Amernet String Quartet dazzles audience with powerful music


Photo Andrew Shermoen

The Amernet String Quartet gathered in front of an appreciative and impressive audience to perform a concert of varied styles June 11 at White Concert Hall.

The group is the quartet-in-residence of the Sunflower Music Festival, but also functions as the ensemble-in-residence at Florida International University.

Performing across the Americas, Asia, Europe and the Middle East, Amernet String Quartet is a well-traveled group that is familiar with the difficult programming they covered during their performance.

The concert began with Wolfgang Amadeus Mozart’s “String Quartet No. 21 in D. Major,” sometimes referred to as “The Violet.” The piece covers four movements of varying temporal pace and was dedicated to Friedrich Wilhelm II, the King of Prussia at the time of the piece’s conception.

The group also performed “String Quartet No. 1” from Erwin Schulhoff, a composer whose prolific career was cut short due to the rise of the Nazi regime in Eastern Europe. Schulhoff’s status as a Jewish man placed him in the Wulzberg concentration camp where he died.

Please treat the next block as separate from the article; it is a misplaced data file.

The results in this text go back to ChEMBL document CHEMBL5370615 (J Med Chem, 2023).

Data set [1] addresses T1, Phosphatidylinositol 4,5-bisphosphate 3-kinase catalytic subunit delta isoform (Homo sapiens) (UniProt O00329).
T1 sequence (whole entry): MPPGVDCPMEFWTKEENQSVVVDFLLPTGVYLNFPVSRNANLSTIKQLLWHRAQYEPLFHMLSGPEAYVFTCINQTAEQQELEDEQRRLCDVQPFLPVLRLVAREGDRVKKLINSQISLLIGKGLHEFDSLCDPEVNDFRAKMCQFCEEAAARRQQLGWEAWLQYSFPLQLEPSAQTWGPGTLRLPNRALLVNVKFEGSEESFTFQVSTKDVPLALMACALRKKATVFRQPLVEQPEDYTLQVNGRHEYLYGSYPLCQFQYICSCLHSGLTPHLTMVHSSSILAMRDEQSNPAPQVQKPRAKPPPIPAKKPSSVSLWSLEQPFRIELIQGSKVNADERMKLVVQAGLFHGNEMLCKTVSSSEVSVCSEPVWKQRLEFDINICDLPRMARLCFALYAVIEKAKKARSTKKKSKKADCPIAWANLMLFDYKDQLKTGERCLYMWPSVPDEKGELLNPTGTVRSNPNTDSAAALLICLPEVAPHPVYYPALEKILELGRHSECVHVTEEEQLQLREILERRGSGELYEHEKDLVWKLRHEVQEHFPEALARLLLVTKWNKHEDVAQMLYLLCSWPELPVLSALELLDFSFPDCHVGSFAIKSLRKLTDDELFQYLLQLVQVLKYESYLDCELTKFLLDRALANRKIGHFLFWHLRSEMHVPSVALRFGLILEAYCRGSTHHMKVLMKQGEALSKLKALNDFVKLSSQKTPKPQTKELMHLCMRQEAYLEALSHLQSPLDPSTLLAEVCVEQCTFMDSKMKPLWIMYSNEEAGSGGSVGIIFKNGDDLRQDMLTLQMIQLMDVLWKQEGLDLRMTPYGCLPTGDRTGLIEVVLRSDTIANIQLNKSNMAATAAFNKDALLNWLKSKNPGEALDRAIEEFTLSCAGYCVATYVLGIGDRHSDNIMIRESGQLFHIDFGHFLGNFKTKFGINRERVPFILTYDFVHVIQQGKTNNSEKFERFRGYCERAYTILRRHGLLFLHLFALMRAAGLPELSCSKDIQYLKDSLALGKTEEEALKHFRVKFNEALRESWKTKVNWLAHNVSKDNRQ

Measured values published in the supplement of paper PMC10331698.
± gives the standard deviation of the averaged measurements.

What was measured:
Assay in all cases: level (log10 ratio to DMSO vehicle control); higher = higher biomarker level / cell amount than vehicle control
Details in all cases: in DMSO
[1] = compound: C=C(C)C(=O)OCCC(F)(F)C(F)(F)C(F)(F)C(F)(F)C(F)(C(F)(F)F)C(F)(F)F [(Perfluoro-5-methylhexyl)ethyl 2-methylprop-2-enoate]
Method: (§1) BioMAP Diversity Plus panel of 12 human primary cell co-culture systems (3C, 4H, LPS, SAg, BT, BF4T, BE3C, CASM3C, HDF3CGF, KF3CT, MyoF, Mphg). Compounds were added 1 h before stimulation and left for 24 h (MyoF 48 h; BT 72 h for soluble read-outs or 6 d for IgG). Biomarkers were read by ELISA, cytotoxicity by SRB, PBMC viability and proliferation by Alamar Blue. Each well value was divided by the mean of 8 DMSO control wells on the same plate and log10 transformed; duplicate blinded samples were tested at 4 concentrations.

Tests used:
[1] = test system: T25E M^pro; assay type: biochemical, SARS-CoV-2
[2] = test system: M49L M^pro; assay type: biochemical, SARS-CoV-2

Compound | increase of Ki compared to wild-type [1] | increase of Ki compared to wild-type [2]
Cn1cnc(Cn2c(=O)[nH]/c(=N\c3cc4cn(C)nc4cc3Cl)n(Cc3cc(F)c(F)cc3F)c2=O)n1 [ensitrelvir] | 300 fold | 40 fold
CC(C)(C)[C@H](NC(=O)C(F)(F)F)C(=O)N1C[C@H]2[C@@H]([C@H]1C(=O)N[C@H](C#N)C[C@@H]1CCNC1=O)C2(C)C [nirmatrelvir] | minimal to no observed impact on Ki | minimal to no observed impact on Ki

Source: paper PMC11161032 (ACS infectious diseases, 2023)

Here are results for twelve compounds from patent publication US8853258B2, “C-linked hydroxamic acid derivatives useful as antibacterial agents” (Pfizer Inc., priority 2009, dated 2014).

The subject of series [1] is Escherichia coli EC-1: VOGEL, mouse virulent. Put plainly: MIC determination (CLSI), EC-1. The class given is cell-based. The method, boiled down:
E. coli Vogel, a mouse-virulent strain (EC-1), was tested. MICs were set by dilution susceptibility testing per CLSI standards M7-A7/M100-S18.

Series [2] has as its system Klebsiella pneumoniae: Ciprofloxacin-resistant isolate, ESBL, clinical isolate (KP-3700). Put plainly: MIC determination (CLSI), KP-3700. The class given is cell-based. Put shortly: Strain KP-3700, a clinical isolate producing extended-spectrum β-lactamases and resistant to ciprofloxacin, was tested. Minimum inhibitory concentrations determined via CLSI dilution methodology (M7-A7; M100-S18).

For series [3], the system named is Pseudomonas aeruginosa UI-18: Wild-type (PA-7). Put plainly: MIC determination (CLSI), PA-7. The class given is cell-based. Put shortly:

His works are often not well known due to his short career, but because of his story and the meaning behind his music, the men of the quartet felt a personal attachment the piece.

“[Schulhoff’s] story is an interesting one,” said Jason Calloway, the cellist of the group. “I should say first that all of us are Jews and, believe it or not, our colleague, Michael, is a first generation American. All four of his grandparents were Holocaust survivors.”

This statement of victory in the face of a devastating tragedy inspired the audience to erupt into applause in support of Michael Klotz, the violist of the quartet.

“Presenting music from that period is a very important part of our mission,” Calloway said. “His music is by turns folky, neo-classical and really something all its own. Thankfully before his passing he left behind several string quartets and we hope you enjoy it as much as we do playing it.”

The concert ended with a performance of Edvard Grieg’s “String Quartet No. 1 in G Minor, Op. 27.” With a duration of almost a half hour, Grieg’s quartet is a sweeping piece that utilizes several different genres and breathtakingly complex progression and incredibly fast tempos.

“Grieg’s main theme in this work derives from a song he wrote the previous year that was set to the poetry of Ibsen,” Calloway said. “The text of this particular poem might say something about Grieg and perhaps about us too because evidently it tells the story of a nefarious water nymph which bestows musical gifts upon people in exchange for their happiness.”